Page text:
When discussing nanoparticles, “deposition” refers to how the particles adhere to solid surfaces known as substrates. This produces a coating of nanoparticles that may have a monolayer or multilayer and an organized or disorganized structure depending on the coating technique used. This article outlines the main characteristics of nanoparticle deposition systems.
NL-DX3 tripled headed source for alloy nanoparticles (left) and NL-UHV nanoparticle deposition source (right). Image Credit: Nikalyte Ltd
Numerous substances, including metals, ceramics, and polymers, can be used to create nanoparticles. Nanoparticles have very high surface energy due to their small size (1–100 nm), which is beneficial for catalysis and sensing. Nanoparticle stability can be challenging since nanoparticles often try to reduce their surface energy.
Nanoparticles typically self-stabilize by molecule sorption from their environment or by agglomerating and coagulating, which reduces their surface area and is often undesirable. This issue can be reduced by incorporating nanoparticles into a thin film or matrix.
Deposit nanoparticles with controlled size, composition and density using the Nikalyte's NL-UHV range. Image Credit: Nikalyte Ltd
Techniques of Nanoparticle Deposition Systems
Systems for depositing nanoparticles use a variety of coating techniques.
Gas Phase Synthesis
Gas-phase synthesis is a type of nanoparticle deposition that produces metallic and conducting oxide nanoparticles with a very narrow size distribution. In this procedure, a stream of cool inert gas is used to quench a hot metal vapor.
The vapor cools and condenses through repeated collisions with inert gas atoms to produce nanoparticles.1 Gas-phase synthesis transpires under high or ultra-high vacuum and generates high purity nanoparticle coatings. The Nikalyte NL50 and NL-UHV use gas phase synthesis to generate nanoparticles.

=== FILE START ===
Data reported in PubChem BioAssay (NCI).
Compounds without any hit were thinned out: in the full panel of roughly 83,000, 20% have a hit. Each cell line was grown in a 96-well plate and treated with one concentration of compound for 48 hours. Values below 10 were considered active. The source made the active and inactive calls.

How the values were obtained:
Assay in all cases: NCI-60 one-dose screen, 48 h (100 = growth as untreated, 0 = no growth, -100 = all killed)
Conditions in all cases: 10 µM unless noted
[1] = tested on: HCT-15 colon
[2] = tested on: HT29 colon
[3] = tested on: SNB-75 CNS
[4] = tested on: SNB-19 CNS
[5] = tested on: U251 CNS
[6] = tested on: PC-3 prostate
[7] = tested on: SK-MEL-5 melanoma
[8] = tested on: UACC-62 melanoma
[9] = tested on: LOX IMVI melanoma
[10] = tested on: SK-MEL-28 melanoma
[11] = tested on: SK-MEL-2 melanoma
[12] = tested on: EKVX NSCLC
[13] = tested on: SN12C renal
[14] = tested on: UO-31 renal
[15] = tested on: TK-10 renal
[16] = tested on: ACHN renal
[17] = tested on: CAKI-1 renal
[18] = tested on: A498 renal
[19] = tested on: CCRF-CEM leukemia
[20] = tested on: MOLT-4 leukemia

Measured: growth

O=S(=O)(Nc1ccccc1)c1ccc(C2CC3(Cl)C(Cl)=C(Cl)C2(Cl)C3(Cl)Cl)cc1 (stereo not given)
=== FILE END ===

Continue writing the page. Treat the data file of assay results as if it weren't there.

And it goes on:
This technology is a physics-based process that creates pure particles in a controlled setting without chemicals. Carrier gas flows past two conductive electrodes where an electrical spark produces a plasma that ablates a small amount of material from an electrode.
This material produces a concentrated stream of nanoparticle aerosol, which combines to produce larger particles. The nanoparticles are subsequently impacted, diffused, or filtered onto a substrate.
What is Thin Film Deposition?
A compact two-dimensional layer is formed by generating and depositing atoms onto a substrate material during the thin film deposition process. Compounds, oxides, and metals are just a few components that can create these thin films.
The performance of the substrate can be improved or changed using various thin-film properties. Some coatings, for instance, are transparent, some improve signal conductivity, and others are scratch-resistant.
The Differences Between a Nanoparticle and Thin Film Deposition System
In contrast to thin films, coatings produced by nanoparticle deposition techniques are porous and three-dimensional. Compared to thin films, they also provide a rough surface with a larger surface area.
The nanoparticle size and structure strongly influence the properties of nanoparticle coatings, so they behave differently from thin-film coatings made from the same material.
The Benchtop Nanoparticle Deposition System from Nikalyte
NL50 benchtop nanoparticle deposition system. Image Credit: Nikalyte Ltd
The Nikalyte benchtop nanoparticle deposition system was developed for specific research applications. The device can produce a coating of ultra-pure nanoparticles that are not aggregated. Contact the Nikalyte team for more information on how this deposition technology could be used for nanoparticle coating applications.
- Nanoparticle Synthesis by Terminated Cluster Growth – Plasma Applications Group. (2022). Retrieved 21 March 2022, from http://pag.lbl.gov/Research-Topics/newsitem1
This information has been sourced, reviewed, and adapted from materials provided by Nikalyte Ltd.
For more information on this source, please visit Nikalyte Ltd.